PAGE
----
21 - Theorizing the Digital Archive: "Eugène Atget and the Digital Archive"
Art-historical self-critique through an analysis of the commercial practice of photographer Eugène Atget remains one of the great tasks undertaken in this discipline in the past 20 years. The most prominent example is Molly Nesbit’s Atget’s Seven Albums, published in 1992, which significantly altered the way art historians understand the archive’s place in historical research. This presentation investigates the institutional discourse of Atget’s work and argues that the Museum of Modern Art’s digital catalog extends the institutions careful editing of Atget’s work required to support the narrative of modern photography, which is often incompatible with the multiple discursive spaces that his images occupy. In comparison to its vast collection of his work, totaling around 3000 images, the 58 pictures visible online to the public are easily codified in aesthetic categories that were not the primary concern for Atget when he produced his them. As we digitize the exhibition space of photography, we must reconsider not only whether, and if so, in what ways, this space replicates the discursive possibilities of the physical archive, but also what methodologies we must produce for investigating and critiquing the role of power in digitally regulating the discourses of photographic history.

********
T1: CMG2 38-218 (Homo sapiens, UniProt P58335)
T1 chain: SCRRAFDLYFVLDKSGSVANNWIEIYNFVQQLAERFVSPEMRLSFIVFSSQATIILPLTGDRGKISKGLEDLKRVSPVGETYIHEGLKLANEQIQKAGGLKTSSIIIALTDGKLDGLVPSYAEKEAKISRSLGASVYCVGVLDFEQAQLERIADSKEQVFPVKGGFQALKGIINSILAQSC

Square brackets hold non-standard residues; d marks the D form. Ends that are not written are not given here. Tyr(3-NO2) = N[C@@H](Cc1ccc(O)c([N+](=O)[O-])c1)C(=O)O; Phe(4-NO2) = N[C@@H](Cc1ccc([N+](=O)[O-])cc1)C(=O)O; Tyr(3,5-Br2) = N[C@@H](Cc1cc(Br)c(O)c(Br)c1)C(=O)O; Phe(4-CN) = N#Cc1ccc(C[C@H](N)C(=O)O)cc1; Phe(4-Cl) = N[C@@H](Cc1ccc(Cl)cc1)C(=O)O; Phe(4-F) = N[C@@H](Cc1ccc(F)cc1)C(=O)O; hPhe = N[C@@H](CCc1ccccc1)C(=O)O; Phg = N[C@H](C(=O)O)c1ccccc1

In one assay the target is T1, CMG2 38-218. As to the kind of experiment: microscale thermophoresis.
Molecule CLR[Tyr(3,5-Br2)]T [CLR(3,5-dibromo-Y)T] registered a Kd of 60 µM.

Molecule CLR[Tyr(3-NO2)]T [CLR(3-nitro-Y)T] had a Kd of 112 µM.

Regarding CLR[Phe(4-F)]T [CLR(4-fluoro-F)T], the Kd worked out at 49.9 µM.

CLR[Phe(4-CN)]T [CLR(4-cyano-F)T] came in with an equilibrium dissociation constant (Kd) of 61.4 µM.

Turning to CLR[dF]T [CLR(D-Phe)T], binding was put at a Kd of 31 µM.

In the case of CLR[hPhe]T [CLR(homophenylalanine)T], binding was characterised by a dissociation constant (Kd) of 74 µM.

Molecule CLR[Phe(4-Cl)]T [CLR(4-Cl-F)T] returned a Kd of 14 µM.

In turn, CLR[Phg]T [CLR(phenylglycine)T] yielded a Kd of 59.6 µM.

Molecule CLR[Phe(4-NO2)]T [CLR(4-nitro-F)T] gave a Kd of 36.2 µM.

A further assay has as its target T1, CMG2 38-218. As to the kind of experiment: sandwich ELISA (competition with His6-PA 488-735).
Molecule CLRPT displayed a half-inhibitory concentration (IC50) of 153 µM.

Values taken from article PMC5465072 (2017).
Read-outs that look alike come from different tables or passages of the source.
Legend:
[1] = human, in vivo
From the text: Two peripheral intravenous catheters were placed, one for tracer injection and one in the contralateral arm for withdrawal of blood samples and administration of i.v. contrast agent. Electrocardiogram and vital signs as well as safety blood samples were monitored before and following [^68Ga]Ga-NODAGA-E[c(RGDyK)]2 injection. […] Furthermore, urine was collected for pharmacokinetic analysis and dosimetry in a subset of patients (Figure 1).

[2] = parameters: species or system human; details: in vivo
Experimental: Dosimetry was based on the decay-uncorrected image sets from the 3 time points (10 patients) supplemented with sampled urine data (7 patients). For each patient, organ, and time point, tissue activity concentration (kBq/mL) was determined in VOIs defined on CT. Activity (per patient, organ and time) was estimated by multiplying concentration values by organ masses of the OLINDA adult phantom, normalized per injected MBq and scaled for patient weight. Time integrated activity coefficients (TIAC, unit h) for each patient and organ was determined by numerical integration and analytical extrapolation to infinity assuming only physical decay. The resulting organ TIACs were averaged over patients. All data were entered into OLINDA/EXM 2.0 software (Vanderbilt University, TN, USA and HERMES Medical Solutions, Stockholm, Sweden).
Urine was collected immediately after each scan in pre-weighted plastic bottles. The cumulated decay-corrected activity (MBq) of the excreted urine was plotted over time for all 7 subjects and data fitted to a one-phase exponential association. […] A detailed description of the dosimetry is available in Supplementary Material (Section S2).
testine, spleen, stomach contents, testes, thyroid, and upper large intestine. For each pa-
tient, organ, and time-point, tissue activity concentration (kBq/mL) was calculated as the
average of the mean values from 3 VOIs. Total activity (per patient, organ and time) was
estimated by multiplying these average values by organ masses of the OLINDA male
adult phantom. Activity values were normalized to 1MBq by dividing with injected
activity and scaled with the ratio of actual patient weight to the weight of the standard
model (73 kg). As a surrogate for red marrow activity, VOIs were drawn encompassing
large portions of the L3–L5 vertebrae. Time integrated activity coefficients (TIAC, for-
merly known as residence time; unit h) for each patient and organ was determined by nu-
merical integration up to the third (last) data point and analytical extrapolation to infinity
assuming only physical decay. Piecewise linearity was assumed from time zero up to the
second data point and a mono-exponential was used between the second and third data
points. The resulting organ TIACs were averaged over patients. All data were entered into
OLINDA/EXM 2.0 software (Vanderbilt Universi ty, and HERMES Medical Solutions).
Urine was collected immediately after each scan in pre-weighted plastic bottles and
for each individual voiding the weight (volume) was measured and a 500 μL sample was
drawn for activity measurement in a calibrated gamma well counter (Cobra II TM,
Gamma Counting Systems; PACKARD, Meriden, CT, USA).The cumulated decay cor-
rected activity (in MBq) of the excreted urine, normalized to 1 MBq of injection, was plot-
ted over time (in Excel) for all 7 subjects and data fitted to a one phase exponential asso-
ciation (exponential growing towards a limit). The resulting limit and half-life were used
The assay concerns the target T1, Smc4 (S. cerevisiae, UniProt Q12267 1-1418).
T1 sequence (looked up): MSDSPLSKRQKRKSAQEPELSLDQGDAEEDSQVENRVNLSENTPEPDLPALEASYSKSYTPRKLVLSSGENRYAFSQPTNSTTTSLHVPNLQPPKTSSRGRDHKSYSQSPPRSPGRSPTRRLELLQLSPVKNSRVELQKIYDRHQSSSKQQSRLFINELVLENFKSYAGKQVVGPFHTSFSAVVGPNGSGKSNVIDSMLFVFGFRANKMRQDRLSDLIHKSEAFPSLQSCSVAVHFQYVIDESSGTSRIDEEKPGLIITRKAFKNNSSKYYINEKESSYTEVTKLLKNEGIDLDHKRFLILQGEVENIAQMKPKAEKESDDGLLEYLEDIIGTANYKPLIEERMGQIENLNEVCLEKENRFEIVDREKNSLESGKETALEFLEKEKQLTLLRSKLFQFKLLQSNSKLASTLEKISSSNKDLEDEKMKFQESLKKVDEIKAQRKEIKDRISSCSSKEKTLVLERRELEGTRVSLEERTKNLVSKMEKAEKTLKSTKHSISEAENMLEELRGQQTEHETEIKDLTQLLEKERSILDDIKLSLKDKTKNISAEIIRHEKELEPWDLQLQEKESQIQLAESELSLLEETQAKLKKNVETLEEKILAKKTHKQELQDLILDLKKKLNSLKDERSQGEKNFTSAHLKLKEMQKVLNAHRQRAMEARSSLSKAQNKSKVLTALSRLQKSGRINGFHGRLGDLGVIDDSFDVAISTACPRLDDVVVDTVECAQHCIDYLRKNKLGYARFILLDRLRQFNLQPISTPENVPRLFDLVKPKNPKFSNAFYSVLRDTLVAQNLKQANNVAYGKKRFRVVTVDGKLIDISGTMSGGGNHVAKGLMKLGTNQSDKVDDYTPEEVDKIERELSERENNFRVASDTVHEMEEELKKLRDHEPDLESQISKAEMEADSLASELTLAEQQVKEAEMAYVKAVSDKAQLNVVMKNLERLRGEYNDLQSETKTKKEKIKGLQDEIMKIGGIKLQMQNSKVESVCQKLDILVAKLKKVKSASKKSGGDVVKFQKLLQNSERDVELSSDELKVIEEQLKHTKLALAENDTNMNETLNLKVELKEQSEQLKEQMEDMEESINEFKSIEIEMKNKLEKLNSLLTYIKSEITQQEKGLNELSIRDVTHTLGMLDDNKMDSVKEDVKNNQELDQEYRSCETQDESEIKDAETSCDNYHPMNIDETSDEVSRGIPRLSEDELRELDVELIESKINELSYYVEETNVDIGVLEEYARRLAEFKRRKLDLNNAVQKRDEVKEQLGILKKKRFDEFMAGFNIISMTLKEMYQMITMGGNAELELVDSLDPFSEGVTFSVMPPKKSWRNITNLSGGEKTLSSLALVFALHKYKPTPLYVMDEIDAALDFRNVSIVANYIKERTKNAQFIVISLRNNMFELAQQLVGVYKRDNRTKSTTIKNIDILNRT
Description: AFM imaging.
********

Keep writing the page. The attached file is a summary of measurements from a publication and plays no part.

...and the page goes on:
Campbell, Stewart, "21 - Theorizing the Digital Archive: "Eugène Atget and the Digital Archive"" (2010). The Past's Digital Presence, February 19-20, 2010. 22.
This Article is Open Access